Tammi Sauer is a full time author who presents at schools and conferences across the nation. She has sold more than 30 picture books to major publishing houses including HarperCollins, Houghton Mifflin Harcourt, Penguin Random House, Simon & Schuster, and Sterling. In addition to winning awards, Tammi’s books have gone on to do great things. Nugget & Fang was made into a musical and is currently on a national tour, Wordy Birdy was named a Spring 2018 Kids’ Indie Next pick, an Amazon Best Book of the Month, and a Barnes & Noble Best Book of the Month, and Your Alien, an NPR Best Book of the Year, was recently released in Italian, Spanish, Korean, and French which makes her feel extra fancy. (extracted from author website — www.tammisauer.com)
I find it fascinating that you have been writing routinely since childhood: a pen pal since age 14 and over 20 published books, not to mention your blog. That’s quite a written history of your development as an author and writer! Do you ever review your past work? Have you observed any changes in your writing or any particular trends?
From time to time, I read my books. They’re like old friends, and they all have one thing in common. Even from the very beginning, my books have both heart and humor. Those are my favorite kind of picture books to read, so it makes sense that they are my favorite kind to write. I think the main change in my writing is that I have enjoyed experimenting with different structures, styles, and point of view. My earlier books were all in prose and followed the classic story arc (main character has a problem, she encounters obstacles of escalating difficulty, she is faced with a dark moment, she solves the conflict and grows/changes by the story’s end). While I have loved writing these sorts of books and still continue to do so, I have challenged myself to try other approaches as well. For example, Your Alien is a circle story told in second person, Mary Had a Little Glamis a rhymer, and Caring for Your Lion uses a how-to structure. My latest attempt at trying something completely new is Knock Knock, my upcoming book with Scholastic Press. It’s a funny and heartfelt story about a bear who longs to hibernate, and it’s told almost entirely through knock knock jokes.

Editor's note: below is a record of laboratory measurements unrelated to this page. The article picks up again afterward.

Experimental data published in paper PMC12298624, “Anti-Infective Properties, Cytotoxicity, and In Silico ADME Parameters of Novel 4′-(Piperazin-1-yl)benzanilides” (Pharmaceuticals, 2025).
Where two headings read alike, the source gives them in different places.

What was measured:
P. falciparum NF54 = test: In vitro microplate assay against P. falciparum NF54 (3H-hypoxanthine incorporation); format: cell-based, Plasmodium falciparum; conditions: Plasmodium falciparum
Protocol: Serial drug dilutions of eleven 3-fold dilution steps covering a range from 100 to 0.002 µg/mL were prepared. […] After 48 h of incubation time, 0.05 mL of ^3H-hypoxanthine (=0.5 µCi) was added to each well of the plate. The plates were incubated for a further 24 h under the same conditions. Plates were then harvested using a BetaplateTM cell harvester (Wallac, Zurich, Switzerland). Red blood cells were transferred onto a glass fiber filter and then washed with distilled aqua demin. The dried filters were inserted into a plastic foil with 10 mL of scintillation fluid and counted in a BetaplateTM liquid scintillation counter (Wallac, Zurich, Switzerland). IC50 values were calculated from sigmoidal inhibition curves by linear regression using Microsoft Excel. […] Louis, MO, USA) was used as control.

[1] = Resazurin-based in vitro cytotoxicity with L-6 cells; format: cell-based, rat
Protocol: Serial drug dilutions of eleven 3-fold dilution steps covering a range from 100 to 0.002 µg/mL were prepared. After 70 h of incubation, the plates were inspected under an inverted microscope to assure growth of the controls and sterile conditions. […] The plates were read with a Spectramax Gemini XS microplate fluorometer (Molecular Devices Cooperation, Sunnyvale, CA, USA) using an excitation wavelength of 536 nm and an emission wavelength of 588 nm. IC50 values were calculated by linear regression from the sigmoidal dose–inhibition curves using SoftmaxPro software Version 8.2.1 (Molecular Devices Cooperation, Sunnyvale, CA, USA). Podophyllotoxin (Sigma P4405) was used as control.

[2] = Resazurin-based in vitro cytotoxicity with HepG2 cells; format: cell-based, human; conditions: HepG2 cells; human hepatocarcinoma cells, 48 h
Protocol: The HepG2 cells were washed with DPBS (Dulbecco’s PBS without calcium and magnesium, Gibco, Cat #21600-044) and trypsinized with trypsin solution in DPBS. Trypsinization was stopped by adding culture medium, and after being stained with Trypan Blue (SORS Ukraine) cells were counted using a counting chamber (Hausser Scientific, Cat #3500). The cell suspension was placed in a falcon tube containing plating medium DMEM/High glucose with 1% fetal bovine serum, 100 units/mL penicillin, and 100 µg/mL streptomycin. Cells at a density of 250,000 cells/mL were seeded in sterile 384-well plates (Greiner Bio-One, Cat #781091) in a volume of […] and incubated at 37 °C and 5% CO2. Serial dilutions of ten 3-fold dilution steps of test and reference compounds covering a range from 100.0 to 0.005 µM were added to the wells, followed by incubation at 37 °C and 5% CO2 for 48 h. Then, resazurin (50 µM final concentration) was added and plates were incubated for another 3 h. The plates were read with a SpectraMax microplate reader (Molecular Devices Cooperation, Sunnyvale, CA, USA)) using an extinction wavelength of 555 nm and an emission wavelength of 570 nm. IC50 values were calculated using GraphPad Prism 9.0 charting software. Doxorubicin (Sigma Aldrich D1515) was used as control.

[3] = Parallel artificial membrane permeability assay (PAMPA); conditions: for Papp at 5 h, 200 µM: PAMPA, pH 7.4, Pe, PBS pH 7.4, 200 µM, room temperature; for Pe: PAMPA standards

You’ve mentioned in past interviews that you get your ideas from things you observe or experience. After publishing so many successful books, is it any easier to identify those special moments that can be turned into a picture book storyline? Do you have any tips on how to recognize a story-worthy moment?
Ha! No, it hasn’t gotten any easier. Coming up with a good, fresh idea is still the hardest part of the writing process for me. My tip would be to pay attention to the world around you. Ideas are lurking everywhere. We just need to uncover them.
I wrote about But the Bear Came Back in my post on Appreciating What You Have. For me, the bear seems to represent a variety of possible roles—a new sibling, a new neighbor, kids in a new school—all playing a part in the general discomfort we experience with change. Where did the idea for But the Bear Came Back come from? What role were you envisioning when writing the story?